Some days later, lawyers Paredes and Parker of the Ministry of Defence and of the General Staff, respectively, interrogated the personnel of the Fifth Brigade who had been in San Francisco canton. All of them kept to the version of an ambush. An investigator administered lie detector tests. The results showed that some people were giving "dubious" replies. The lawyers then drew up a report which Chávez Cáceres sent to the General Staff and the Ministry of Defence.

Nine days after the incident, a member of the Jiboa Battalion told Colonel Chávez Cáceres that Major Beltrán had ordered the execution of the detainees and that they had been murdered. On 5 October, the corpses were exhumed and the forensic analysis revealed that the peasants had died after being shot at close range and not during combat. 268

On 29 October 1988, the Commander of the Fifth Brigade announced at a press conference that the detainees had died in an ambush and that the guerrillas had returned during the night and mutilated the bodies to make it look as if they had been executed at close range.

Between 8 and 10 December 1988, investigators from the Commission for the Investigation of Criminal Acts again interrogated the officers, non commissioned officers and soldiers. All of them kept to the cover-up version.

On 3 February 1989, United States Vice-President Dan Quayle visited El Salvador and called for the punishment of those responsible for the San Sebastián massacre. He handed over a list of three officers who were implicated: Colonel Chávez Cáceres, Major Beltrán Granados and Second Lieutenant Vásquez Alvarenga.

Some days later, Colonel Chávez Cáceres left the Brigade and Lieutenant Colonel Turcios was put in command. The other officers were then relieved of their duties. Lieutenant Gálvez Gálvez was held at Treasury Police headquarters, along with Second Lieutenant Vásquez Alvarenga.

In the course of February and March 1989, the military personnel who had been in San Francisco canton were questioned again. With the exception of Major Beltrán Granados, all of them abandoned the version of an ambush and said that Major Beltrán had ordered the execution and also the cover-up version of the incident.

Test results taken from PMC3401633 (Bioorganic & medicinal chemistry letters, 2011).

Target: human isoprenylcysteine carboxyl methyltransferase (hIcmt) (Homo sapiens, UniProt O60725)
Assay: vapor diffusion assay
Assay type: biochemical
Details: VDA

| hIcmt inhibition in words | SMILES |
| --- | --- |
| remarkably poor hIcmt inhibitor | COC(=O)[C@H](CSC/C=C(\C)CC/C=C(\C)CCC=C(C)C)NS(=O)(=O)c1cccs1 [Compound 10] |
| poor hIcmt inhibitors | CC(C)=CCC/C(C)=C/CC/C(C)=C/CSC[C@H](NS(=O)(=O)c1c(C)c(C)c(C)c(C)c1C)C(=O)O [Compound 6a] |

The Commission for the Investigation of Criminal Acts identified Major Beltrán Granados as having ordered the executions and Second Lieutenant Vásquez Alvarenga, Sergeant Tobar Guzmán, Deputy Sergeant Rosales Villalobos, Corporal Ayala Arias and soldiers Cruz Castro, Hernández Matute, Mendéz Beltrán and Ponce Ramírez as having been responsible for carrying them out. 269

Colonel Chávez Cáceres was not summonsed to make a statement or accused of or held responsible for any act or omission.

The judicial proceedings

The results of the investigations were sent to the judge of the Court of First Instance of San Sebastián on 11 March 1989. 270 The judicial detention of nine people was ordered. 271 In February 1990, the judge released all of them except Major Beltrán 272 and Deputy Sergeant Rosales Villalobos. 273

In May 1990, the court of San Vicente confirmed the judgement ordering the detainees' release and revoked the decision to bring Deputy Sergeant Rafael Rosales Villalobos to trial. 274

As of the date of drafting of this report, Major Beltrán was still in prison awaiting the public hearing.

Findings

The Commission finds the following:

1. There is sufficient evidence that Colonel José Emilio Chávez Cáceres gave

the order to execute the detainees.

2. There is full evidence that Major Mauricio de Jesús Beltrán Granados ordered

members of the Jiboa Battalion to execute the 10 detained peasants.

3. There is substantial evidence that Colonel José Emilio Chávez Cáceres

covered up the execution of the 10 detainees, and full evidence that Major Mauricio de Jesús Beltrán Granados took steps to cover up the execution.

4. There is substantial evidence that Second Lieutenant Arnoldo Antonio

Vásquez Alvarenga transmitted the order from Major Beltrán Granados to designate some soldiers to finish off the victims and sufficient evidence that he provided the necessary materials to activate the mines which seriously wounded the victims.

5. There is substantial evidence that Sergeant Jorge Alberto Tobar Guzmán

activated the mechanism that detonated the mines, knowing that they would

explode in the place where the detained peasants were.

6. There is substantial evidence that Deputy Sergeant Rafael Rosales Villalobos

and soldiers Fermín Cruz Castro, José Carlos Hernández Matute, José Alfredo